Medical residents shouldn’t be working 28-hour shifts

Jason Fodeman Physician
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New guidelines governing how long medical residents can be on duty were implemented this summer, but rather than solving a problem, these parameters jeopardize patient safety at our nation’s teaching hospitals. They do little more than pay lip service to curbing long shifts and fail to protect patients from fatigued, overworked residents.

The issue of how many hours medical residents can work in a shift has always been a contentious one. There is a fine line between education and exploitation, with significant ramifications on quality of care.

The old guidelines were implemented by the Accreditation Council on Graduate Medical Education (ACGME) in 2003. These guidelines restricted the work week for medical residents to 80 hours with four days off per month and limited shifts of up to 30 straight hours.

In late 2008, the Institute of Medicine (IOM) concluded these duty hours created resident fatigue, which fostered an unsafe working environment that contributed to medical errors and accidents. It found “considerable scientific evidence that 30 hours of continuous time awake, as is permitted and common in current resident work schedules, can result in fatigue, and that adjustments to the 2003 rules are needed.”

To ensure adequate patient safety, the IOM recommended decreasing the maximum shift to either 16 straight hours or keeping 30-hour shifts but installing a protected five-hour break. It was speculated that the ACGME would adopt the IOM’s recommendations. Unfortunately, it did not.

According to the newly approved ACGME guidelines, residents in their first year of training can work 16 straight hours while more senior residents can still work 28 straight hours. Thus for most medical residents, the ACGME’s solution will reduce maximum shift lengths from 30 to 28 straight hours. This is still very dangerous for patients.

Residents make life and death decisions, often in the middle of the night. The work is constant, and the possibilities for mistakes are almost limitless. A misplaced decimal point in a prescription order can make all the difference.

And it is important to remember whom the decisions of these young doctors affect. Residents are caring for real people — someone’s parent, someone’s son, someone’s friend, someone who will leave a lot of people devastated if things go wrong. It is imperative that residents are alert and able to think clearly and intervene appropriately. As the IOM concluded, during these long shifts residents are simply too tired to maintain peak performance, and, as a consequence, patient care suffers.

The ACGME does concede that “strategic napping, especially after 16 hours of continuous duty and between the hours of 10:00 p.m. and 8:00 a.m., is strongly suggested.” While this is a nice overture by the ACGME, residents who can barely stand on two feet in the early morning hours do not need to be told to sleep when they can. The reality is that, for the most part, the work is so plentiful and the resources so scarce that even on a 30-hour shift, opportunities to put one’s head down even for a few minutes are few and far between. Thus, without explicitly guaranteeing naps as the IOM recommended or enacting measures to decrease the work load or increase staff to make it a real possibility, the suggestion isn’t worth the paper it’s printed on.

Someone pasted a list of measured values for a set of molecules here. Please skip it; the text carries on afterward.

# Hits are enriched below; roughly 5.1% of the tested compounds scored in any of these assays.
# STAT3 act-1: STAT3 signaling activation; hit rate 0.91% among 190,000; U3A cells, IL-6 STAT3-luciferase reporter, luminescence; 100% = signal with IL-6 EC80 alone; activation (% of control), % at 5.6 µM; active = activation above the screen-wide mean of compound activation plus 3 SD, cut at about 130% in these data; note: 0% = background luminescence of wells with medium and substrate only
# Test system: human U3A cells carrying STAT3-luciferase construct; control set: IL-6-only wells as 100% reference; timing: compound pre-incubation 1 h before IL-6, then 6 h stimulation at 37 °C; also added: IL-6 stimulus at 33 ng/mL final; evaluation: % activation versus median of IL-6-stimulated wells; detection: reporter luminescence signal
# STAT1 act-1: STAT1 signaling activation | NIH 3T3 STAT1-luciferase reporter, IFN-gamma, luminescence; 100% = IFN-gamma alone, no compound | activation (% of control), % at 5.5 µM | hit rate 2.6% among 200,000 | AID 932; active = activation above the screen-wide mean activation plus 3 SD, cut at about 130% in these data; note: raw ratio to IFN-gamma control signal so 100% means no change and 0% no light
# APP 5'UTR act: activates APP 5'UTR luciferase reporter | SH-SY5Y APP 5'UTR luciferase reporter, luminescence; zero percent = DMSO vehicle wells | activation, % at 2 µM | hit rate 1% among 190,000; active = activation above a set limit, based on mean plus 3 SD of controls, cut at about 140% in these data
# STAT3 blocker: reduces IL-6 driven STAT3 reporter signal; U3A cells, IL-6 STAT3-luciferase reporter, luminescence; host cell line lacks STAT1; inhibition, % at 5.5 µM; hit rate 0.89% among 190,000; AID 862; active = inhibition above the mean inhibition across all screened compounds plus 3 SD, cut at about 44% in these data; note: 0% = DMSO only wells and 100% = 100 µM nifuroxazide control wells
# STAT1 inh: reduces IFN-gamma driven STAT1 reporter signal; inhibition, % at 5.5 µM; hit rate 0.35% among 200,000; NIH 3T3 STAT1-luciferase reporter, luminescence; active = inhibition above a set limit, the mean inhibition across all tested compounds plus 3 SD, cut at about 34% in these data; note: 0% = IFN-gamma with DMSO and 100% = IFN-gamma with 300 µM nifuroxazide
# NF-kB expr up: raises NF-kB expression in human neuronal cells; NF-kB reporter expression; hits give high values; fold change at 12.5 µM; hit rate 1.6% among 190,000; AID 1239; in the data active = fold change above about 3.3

Furthermore, the discrepancy in duty hours for residents in different years of training makes little sense and demonstrates at best a flawed thought process. By reducing the duty-hour limits for first-year residents to 16 hours, the ACGME is tacitly acknowledging that working between the 16th and 28th hour is unsafe. Yet, the group is compelling more senior residents to do just that.

The ACGME defends its proposed two-tiered regulation system, arguing that these “new standards address differences in capabilities and practices for first-year residents, placing more restrictive limits on their hours and requiring added supervision.”

Junior residents may indeed have less knowledge and clinical experience than their superiors, but one’s ability to function for prolonged periods of time on little or no sleep shouldn’t change with rank. Sleep is a necessity, not a luxury that more “capable” workers learn to do without.

If anything, one would think that the ACGME should have decreed that senior residents work fewer continuous hours than their junior colleagues. After all, they have more responsibility when it comes to clinical decision-making and have fewer people looking over their shoulders. When a first-year resident makes a mistake, there is a chance that the second- or third-year resident on call might catch it. A senior resident often lacks this luxury. If an intern is tired and slowing down, the senior resident who is ultimately responsible must pick up the slack. The senior resident on call does not have this out either.

The long-awaited duty-hour recommendations from the ACGME were not worth the wait. The ACGME has decided the 30-hour shifts that medical residents work are unsafe, but 28-hour shifts are acceptable. Does this pass the common-sense test?

The ACGME clearly felt pressure and backlash from the IOM’s critical report. The ACGME decided not to definitively address the IOM’s concern. Instead, it has adopted token reforms, clearly trying to create the illusion of improvement and hoping that no one is paying attention to the specifics. This approach may indeed score the ACGME some positive headlines and be a political winner. Unfortunately, it takes more than favorable headlines to protect patients and combat medical errors.

Jason D. Fodeman, M.D. is an Internal Medicine Resident.